Serotonin Deficiency Implicated in Rheumatoid Arthritis

Ra symptoms and pathology worse in mice missing enzyme needed for serotonin synthesis, according to report in the American Journal of Pathology.

For the first time, serotonin (5-hydroxytryptamine, 5-HT) has been directly implicated in the pathophysiology of rheumatoid arthritis (RA). Although 5-HT is predominantly known as a neurotransmitter within the central nervous system, new evidence points to additional important functions for serotonin in the periphery. A report in The American Journal of Pathology shows that experimentally-induced RA in serotonin-deficient mice is worse than disease reported in controls and that some effects of RA can be reduced by serotonin or its agonists (compounds that activate serotonin receptors).

These findings may lay the groundwork for new treatment approaches for RA. “Our study highlights that 5-HT has a direct immunoregulatory role in arthritis. The development of treatments targeting 5-HT or 5-HT receptors could represent an exciting prospect to regulate the immune response in RA and open new perspectives to improve the therapeutic options for patients,” explained co-lead investigator Marie-Christine de Vernejoul of BIOSCAR, INSERM UMR_S1132 of the Hôpital Lariboisière, Unité Mixte de Recherche (UMR) 1132, Université Paris Diderot (Paris, France).

The investigators used a mouse model of RA known as collagen-induced arthritis (CIA) that produces features similar to that of human RA. Disease manifestations include cartilage and bone destruction, as well as the activation of cells responsible for bone resorption, known as osteoclasts. They compared the effects of CIA in normal mice to those in mice genetically bred with a deficiency in tryptophan hydroxylase-1, a key enzyme needed for serotonin production in peripheral tissues.

The investigators found that both the number and activity of osteoclasts were higher in 5-HT-deficient mice with arthritis. In addition, more bone resorption was detected both at the affected joints and at remote sites.

The serotonin-deficient mice with arthritis also showed changes in certain cell-signaling molecules known as cytokines (higher IL-17, higher TNF-α, and lower IL-4) in their paws. Specifically, they displayed a shift in the balance between T cell subtypes, especially regulatory T cells and Th17 lymphocytes.

Image shows a ball-and-stick model of the serotonin molecule.

“Altogether, our data show that 5-HT deficient mice are characterized by a relative, dampened expansion of Treg associated with an enhanced shift toward a Th17 phenotype, a situation previously described in patients with arthritis,” noted co-lead investigator Francine Côté of the Laboratory of Cellular and Molecular Mechanisms of Hematological Disorders and Therapeutic Implications Institut Imagine INSERM U1163/CNRS ERL 8254, Hôpital Necker (Paris, France).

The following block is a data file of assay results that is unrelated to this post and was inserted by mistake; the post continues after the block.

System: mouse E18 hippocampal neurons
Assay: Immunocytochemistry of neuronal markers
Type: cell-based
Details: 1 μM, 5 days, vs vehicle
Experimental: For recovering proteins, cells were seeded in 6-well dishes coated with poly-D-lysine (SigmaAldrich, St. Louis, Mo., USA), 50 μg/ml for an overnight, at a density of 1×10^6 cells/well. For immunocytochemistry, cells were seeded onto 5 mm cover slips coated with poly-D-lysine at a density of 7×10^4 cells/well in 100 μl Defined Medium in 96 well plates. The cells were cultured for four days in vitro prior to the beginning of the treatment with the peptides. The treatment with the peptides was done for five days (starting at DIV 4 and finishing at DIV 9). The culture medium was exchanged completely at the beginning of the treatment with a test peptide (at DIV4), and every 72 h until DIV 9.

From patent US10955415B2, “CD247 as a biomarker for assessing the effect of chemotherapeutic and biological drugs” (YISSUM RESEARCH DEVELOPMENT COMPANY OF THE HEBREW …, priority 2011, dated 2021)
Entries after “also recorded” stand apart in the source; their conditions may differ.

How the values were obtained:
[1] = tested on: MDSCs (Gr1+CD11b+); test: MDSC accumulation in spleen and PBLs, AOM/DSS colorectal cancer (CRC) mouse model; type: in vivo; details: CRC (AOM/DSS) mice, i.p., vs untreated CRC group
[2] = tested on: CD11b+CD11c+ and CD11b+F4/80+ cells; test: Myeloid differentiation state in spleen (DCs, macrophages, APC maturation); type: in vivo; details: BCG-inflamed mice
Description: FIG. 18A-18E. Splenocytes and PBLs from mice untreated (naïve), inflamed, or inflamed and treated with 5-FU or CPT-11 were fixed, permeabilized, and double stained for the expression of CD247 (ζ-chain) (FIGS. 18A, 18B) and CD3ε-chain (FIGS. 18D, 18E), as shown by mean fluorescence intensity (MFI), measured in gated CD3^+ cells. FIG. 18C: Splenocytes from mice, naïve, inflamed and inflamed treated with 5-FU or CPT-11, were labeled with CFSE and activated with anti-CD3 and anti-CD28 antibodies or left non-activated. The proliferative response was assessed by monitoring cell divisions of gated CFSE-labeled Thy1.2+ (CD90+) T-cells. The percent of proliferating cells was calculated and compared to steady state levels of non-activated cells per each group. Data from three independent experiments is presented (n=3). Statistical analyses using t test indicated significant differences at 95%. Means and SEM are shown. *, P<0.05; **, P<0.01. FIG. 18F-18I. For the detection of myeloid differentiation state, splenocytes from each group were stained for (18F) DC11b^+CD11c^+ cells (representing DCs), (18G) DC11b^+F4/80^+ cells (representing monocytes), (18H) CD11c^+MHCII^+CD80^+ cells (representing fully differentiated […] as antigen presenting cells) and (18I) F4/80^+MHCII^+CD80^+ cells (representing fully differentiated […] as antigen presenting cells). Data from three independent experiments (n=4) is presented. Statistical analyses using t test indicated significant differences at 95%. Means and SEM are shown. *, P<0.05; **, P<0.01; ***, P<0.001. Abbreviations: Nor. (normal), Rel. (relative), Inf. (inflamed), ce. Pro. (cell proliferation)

Subsequent experiments using cell cultures showed that the balance between Th17/Treg cells could be normalized by the addition of 5-HT or 5-HT receptor agonists, revealing a direct regulatory role of serotonin in RA. These novel data suggest a new therapeutic target that could be important for this disabling disease.

ABOUT THIS EPILEPSY RESEARCH

Funding: The study was funded by Arthritis Courtin’s Fundation, la Fondation pour la Recherche Medical, le Centre National de la Recherche Scientifique, Paris Descartes.

Source: Eileen Leahy – Elsevier
Image Source: The image is credited to Ben Mills and is in the public domain.
Original Research: Abstract for “Serotonin Is Involved in Autoimmune Arthritis through Th17 Immunity and Bone Resorption” by Yasmine Chabbi-Achengli, Tereza Coman, Corinne Collet, Jacques Callebert, Michelangelo Corcelli, Hilène Lin, Rachel Rignault, Michel Dy, Marie-Christine de Vernejoul, and Francine Côté in American Journal of Pathology. Published online March 8 2016 doi:10.1016/j.ajpath.2015.11.018


Abstract

Serotonin Is Involved in Autoimmune Arthritis through Th17 Immunity and Bone Resorption

Rheumatoid arthritis is a chronic disease that results in a disabling and painful condition as it progresses to destruction of the articular cartilage and ankylosis of the joints. Although the cause of the disease is still unknown, evidence argues that autoimmunity plays an important part. There are increasing but contradictory views regarding serotonin being associated with activation of immunoinflammatory pathways and the onset of autoimmune reactions. We studied serotonin’s involvement during collagen-induced arthritis in wild-type and Tph1−/− mice, which have markedly reduced peripheral serotonin levels. In wild-type mice, induction of arthritis triggered a robust increase in serotonin content in the paws combined with less inflammation. In Tph1−/− mice with arthritis, a marked increase in the clinical and pathologic arthritis scores was noticed. Specifically, in Tph1−/− mice with arthritis, a significant increase in osteoclast differentiation and bone resorption was observed with an increase in IL-17 levels in the paws and in Th17 lymphocytes in the draining lymph nodes, whereas T-regulatory cells were dampened. Ex vivo serotonin and agonists of the 5-HT2A and 5-HT2B receptors restored IL-17 secretion from splenocytes and Th17 cell differentiation in Tph1−/− mice. These findings indicate that serotonin plays a fundamental role in arthritis through the regulation of the Th17/T-regulatory cell balance and osteoclastogenesis.

“Serotonin Is Involved in Autoimmune Arthritis through Th17 Immunity and Bone Resorption” by Yasmine Chabbi-Achengli, Tereza Coman, Corinne Collet, Jacques Callebert, Michelangelo Corcelli, Hilène Lin, Rachel Rignault, Michel Dy, Marie-Christine de Vernejoul, and Francine Côté in American Journal of Pathology. Published online March 8 2016 doi:10.1016/j.ajpath.2015.11.018

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